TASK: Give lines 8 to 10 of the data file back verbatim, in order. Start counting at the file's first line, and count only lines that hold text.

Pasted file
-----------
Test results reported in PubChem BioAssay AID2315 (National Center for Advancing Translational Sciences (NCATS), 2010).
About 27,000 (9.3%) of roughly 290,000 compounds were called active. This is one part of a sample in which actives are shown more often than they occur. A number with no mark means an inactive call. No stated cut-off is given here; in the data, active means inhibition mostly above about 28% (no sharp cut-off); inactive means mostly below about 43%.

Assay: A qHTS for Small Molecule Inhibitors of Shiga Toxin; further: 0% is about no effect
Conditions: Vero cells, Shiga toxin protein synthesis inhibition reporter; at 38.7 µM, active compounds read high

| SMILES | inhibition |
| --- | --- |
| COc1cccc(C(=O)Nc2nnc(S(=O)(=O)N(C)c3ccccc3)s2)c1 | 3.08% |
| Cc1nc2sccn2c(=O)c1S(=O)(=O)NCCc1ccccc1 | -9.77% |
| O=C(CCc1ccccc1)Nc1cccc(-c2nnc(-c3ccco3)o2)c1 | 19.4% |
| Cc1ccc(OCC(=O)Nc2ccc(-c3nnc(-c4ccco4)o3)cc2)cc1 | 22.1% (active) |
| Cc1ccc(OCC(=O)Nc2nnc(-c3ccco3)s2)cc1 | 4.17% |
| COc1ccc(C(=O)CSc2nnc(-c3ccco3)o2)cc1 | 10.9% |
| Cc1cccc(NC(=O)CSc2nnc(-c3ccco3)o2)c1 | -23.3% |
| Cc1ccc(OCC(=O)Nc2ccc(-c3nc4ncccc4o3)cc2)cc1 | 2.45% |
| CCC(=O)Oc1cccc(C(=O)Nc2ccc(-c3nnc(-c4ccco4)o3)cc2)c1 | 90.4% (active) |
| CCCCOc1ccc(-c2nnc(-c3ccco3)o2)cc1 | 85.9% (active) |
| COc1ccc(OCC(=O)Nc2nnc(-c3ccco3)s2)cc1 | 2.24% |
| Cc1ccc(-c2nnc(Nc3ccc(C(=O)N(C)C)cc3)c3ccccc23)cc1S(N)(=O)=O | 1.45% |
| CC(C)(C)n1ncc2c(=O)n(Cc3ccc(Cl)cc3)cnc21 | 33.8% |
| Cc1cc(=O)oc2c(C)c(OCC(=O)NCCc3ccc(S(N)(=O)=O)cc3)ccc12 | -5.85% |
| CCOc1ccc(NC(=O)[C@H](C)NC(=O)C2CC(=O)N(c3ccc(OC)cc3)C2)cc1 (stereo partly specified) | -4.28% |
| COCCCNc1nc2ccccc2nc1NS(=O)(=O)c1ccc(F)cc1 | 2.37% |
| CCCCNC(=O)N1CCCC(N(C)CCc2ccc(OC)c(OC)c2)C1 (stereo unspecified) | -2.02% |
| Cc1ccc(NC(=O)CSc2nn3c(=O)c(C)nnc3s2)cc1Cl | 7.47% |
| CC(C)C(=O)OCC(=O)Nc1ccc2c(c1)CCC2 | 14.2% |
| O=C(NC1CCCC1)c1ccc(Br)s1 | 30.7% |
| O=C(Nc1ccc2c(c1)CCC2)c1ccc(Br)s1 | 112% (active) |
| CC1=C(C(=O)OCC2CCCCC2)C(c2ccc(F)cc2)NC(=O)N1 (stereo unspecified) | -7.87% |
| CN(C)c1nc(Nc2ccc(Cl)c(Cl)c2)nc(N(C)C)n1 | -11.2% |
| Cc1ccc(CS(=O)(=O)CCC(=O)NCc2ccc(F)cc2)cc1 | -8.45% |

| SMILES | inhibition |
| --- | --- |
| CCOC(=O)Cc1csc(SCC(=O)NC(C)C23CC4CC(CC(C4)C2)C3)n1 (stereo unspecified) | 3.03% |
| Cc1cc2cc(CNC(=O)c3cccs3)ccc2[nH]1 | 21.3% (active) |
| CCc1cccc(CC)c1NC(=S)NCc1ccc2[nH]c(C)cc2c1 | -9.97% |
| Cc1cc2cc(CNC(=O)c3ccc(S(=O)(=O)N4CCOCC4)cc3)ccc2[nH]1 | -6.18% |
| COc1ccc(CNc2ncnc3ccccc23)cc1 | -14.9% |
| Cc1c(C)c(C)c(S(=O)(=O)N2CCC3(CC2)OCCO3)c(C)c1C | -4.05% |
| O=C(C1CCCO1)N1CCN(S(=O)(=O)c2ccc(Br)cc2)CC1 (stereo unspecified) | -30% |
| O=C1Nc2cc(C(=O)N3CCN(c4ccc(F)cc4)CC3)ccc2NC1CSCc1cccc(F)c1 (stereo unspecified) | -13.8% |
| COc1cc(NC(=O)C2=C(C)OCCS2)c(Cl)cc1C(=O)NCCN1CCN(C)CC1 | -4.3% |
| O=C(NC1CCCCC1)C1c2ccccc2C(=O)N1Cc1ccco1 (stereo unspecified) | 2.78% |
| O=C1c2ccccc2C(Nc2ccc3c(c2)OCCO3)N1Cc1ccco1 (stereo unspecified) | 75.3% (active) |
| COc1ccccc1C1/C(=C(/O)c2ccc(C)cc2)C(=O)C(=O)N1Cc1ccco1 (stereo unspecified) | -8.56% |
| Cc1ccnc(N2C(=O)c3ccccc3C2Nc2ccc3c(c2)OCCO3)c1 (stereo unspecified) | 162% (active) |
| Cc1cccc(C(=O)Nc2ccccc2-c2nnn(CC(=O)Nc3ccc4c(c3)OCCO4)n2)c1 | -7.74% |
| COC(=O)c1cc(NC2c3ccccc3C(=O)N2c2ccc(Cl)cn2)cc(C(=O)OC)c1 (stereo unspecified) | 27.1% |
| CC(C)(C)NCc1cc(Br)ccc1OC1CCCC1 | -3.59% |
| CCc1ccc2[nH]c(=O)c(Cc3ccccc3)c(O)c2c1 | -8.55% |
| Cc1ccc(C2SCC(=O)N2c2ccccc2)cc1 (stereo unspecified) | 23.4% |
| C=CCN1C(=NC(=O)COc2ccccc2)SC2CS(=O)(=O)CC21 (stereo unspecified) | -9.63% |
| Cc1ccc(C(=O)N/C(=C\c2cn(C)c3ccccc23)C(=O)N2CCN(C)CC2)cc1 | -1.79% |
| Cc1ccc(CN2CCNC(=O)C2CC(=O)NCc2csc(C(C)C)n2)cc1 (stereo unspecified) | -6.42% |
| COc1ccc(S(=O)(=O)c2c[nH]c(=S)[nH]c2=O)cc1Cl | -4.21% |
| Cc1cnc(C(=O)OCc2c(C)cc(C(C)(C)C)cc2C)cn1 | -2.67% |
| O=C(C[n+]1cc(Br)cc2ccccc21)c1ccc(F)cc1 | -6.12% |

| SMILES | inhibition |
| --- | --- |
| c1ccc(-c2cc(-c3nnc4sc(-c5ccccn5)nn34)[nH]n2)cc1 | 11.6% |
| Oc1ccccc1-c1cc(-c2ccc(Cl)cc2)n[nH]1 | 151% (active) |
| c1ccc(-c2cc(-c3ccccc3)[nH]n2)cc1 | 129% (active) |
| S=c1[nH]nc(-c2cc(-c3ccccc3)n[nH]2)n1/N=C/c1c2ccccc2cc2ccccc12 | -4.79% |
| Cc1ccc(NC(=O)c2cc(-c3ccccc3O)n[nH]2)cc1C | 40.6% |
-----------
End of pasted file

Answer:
| Cc1nc2sccn2c(=O)c1S(=O)(=O)NCCc1ccccc1 | -9.77% |
| O=C(CCc1ccccc1)Nc1cccc(-c2nnc(-c3ccco3)o2)c1 | 19.4% |
| Cc1ccc(OCC(=O)Nc2ccc(-c3nnc(-c4ccco4)o3)cc2)cc1 | 22.1% (active) |